News: Recently India has initiated many green hydrogen initiatives like National Hydrogen Mission and aims to make India a global hub for green hydrogen production and export.
|Must read: Green Hydrogen: Potential, Issues and Solutions – Explained, pointwise|
How to produce Hydrogen?
Hydrogen is one of the most abundant elements, but it cannot be sourced from the atmosphere, since it is lighter than air. So, it has to be separated from other compounds like water. There are two most common ways to do that.
1. Steam Methane Reforming (SMR): It is less expensive, the process produces greenhouse gas emissions that defeat the main purpose of opting for hydrogen in the first place. Currently, 90% of global hydrogen production uses SMR.
2. Electrolysis or water-splitting: It involves passing electricity through water to separate it into basic elements, hydrogen and oxygen.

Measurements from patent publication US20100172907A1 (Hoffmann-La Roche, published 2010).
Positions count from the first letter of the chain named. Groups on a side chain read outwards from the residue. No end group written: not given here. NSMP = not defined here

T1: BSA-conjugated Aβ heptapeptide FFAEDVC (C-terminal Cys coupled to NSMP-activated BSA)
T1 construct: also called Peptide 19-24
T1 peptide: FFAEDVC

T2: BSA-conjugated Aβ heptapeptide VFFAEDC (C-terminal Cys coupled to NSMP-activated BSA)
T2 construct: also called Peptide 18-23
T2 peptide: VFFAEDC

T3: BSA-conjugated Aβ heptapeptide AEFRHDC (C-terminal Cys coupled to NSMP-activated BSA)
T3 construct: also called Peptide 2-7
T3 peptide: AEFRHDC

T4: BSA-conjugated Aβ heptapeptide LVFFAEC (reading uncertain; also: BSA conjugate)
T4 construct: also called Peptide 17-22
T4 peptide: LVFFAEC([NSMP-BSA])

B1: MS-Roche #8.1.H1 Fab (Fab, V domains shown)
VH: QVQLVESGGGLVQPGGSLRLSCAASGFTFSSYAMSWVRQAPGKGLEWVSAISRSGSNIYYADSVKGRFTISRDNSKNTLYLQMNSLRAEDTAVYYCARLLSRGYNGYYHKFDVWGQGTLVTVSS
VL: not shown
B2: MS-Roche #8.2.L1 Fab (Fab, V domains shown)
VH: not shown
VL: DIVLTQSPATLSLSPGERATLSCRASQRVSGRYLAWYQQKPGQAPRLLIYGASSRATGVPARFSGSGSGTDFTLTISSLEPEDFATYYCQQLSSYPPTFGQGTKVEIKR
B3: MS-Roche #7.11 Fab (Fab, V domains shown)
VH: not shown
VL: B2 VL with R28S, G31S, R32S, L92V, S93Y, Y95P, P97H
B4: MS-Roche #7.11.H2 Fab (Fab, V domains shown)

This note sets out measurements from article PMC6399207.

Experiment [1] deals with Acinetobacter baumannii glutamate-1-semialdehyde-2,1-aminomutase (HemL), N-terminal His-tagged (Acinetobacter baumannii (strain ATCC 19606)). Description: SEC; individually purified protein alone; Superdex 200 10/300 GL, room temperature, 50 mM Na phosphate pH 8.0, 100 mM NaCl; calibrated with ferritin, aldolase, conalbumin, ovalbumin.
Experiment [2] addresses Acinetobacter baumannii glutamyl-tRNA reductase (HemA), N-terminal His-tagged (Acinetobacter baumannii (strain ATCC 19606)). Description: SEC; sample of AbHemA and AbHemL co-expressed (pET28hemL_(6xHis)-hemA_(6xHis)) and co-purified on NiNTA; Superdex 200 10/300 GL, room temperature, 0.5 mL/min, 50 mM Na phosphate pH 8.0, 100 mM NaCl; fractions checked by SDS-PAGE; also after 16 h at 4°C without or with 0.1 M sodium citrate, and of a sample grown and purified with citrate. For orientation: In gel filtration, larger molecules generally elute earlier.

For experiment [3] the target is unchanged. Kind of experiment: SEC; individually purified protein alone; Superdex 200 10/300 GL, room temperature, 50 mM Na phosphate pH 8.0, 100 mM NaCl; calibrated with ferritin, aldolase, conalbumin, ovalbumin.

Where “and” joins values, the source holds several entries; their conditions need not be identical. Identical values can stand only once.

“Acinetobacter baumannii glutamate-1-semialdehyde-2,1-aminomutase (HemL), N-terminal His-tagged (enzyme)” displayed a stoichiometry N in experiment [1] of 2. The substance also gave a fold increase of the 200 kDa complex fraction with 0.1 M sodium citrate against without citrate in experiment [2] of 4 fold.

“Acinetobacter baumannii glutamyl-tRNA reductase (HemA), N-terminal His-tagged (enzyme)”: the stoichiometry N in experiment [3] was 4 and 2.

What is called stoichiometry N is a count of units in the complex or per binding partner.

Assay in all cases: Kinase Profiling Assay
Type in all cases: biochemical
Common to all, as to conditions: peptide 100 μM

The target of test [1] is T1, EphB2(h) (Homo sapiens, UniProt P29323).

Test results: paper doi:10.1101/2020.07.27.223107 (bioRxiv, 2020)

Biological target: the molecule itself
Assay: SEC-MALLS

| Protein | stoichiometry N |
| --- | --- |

Electrolysis is an energy-intensive process. About 50 units of electricity is required to produce a kilogram of hydrogen, not counting the energy costs of the total plant system as well as for storage and transportation.
So, using fossil fuels to produce electricity will not make it “renewable”. But if electricity is produced from renewable sources, then it is called as Green Hydrogen.
|Note: Hydrogen gas has a chameleon-like character depending on its method of production. For instance,|
What are the other initiatives to boost Green Hydrogen?
1. Reliance industries announced that they would set up fuel-cell and electrolyser factories to produce green hydrogen. 2. Recently, the Adani group announced its intention to set up one of the largest green hydrogen projects in the world, 3. Indian Oil announced the setting up of the country’s first green hydrogen plant at its Mathura refinery, 4. NTPC announced plans for a green hydrogen fuelling station in Ladakh.
|Must read: Green Energy Initiatives in Budget 2021- Explained|
Globally, 120 mt (million tonnes) of hydrogen is produced annually. Only 1 per cent is green. The current annual demand for hydrogen in India is about 6 mt. It needs to go up ten times if net-zero targets are to be met. It promises to be a game-changer across industry, power and mobility; and of course, to meet the country’s decarbonisation goals.
Source: This post is based on the article “Green hydrogen makes a debut” published in Business Standard on 16th November 2021.